Crimson absolutely made the right choice with AVR. AVR does everything Crimson needed: It performs well, is easy to learn, and enabled Crimson to build great user interfaces that run real-time against the iSeries.
Concludes Caparon, "Because of ASNA's AVR, we went from specification to award-winning software in less than 18 months. With the delivery of ASNA's AVR for .NET, the possibility for innovation with MC2 is unbounded! This is an exciting time for Crimson Software and for ASNA."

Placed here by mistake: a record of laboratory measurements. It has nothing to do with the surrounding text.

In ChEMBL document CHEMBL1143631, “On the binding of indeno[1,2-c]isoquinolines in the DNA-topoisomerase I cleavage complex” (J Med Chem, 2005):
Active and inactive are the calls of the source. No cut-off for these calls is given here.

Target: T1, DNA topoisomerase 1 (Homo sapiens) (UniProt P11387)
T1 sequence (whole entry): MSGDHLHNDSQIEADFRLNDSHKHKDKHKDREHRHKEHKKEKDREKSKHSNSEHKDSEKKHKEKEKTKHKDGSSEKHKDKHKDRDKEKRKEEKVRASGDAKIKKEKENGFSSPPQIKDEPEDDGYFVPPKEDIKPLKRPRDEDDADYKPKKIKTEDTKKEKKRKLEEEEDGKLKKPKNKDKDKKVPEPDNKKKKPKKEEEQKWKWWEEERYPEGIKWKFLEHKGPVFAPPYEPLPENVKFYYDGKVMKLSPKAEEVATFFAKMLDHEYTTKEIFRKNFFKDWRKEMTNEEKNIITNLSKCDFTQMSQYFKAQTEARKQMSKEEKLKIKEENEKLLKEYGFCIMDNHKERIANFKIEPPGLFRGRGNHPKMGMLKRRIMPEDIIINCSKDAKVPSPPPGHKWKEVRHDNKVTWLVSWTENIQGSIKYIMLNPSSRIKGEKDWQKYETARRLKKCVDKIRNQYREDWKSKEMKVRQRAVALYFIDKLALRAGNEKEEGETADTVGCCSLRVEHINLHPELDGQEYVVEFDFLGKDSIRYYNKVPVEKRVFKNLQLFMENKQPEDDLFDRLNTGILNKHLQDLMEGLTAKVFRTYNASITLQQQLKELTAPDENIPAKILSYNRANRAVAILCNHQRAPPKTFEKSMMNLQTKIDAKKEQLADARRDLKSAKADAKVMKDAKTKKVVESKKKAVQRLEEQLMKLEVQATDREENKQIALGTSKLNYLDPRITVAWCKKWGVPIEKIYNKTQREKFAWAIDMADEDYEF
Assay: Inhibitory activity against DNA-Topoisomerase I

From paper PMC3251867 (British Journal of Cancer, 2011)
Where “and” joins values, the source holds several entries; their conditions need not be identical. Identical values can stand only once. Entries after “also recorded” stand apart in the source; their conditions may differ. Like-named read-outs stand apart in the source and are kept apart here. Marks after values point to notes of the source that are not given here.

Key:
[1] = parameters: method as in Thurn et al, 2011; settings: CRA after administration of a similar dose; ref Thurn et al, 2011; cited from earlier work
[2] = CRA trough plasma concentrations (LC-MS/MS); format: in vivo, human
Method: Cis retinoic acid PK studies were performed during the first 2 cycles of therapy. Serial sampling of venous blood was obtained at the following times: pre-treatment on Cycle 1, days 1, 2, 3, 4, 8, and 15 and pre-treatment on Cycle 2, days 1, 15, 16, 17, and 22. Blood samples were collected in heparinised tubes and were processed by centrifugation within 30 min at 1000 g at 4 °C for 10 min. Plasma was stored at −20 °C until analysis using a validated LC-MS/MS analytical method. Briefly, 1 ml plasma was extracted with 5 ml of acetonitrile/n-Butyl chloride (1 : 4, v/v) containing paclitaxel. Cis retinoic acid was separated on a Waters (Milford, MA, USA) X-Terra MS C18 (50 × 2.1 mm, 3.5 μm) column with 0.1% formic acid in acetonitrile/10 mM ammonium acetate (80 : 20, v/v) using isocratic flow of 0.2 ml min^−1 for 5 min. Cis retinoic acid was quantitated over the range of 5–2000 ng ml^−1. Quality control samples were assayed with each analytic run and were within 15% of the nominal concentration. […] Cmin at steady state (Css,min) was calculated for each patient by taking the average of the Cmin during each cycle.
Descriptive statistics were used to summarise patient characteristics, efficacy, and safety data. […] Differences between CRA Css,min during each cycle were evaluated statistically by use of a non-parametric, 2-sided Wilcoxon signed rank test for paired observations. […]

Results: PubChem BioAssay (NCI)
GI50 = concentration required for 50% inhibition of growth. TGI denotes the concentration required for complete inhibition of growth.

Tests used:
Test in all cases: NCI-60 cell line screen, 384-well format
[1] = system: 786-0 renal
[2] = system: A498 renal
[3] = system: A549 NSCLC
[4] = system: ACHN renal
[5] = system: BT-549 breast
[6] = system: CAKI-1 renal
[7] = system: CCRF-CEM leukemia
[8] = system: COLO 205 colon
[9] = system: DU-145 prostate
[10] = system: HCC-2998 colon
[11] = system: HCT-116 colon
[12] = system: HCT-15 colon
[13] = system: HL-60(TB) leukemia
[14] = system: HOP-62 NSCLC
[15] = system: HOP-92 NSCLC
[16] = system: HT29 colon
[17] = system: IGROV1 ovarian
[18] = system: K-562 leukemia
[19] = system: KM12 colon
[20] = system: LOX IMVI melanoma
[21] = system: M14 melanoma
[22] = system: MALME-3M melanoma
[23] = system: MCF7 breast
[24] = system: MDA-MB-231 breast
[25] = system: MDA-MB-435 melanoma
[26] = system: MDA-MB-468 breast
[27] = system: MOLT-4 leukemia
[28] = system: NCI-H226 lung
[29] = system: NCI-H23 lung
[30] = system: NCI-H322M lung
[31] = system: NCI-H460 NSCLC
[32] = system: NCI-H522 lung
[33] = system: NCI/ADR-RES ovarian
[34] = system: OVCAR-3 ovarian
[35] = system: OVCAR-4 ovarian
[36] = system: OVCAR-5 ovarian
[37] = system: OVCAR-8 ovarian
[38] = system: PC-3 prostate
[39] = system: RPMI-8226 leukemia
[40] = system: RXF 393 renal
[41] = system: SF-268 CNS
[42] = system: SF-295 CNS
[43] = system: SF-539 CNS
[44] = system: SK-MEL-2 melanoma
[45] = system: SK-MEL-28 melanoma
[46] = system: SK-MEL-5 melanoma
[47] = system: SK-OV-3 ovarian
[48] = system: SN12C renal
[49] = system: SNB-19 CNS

Roger Pence is ASNA's education director. Prior to joining ASNA three years ago, Roger worked for many years as a journalist, speaker, and technical editor in the AS/400 community.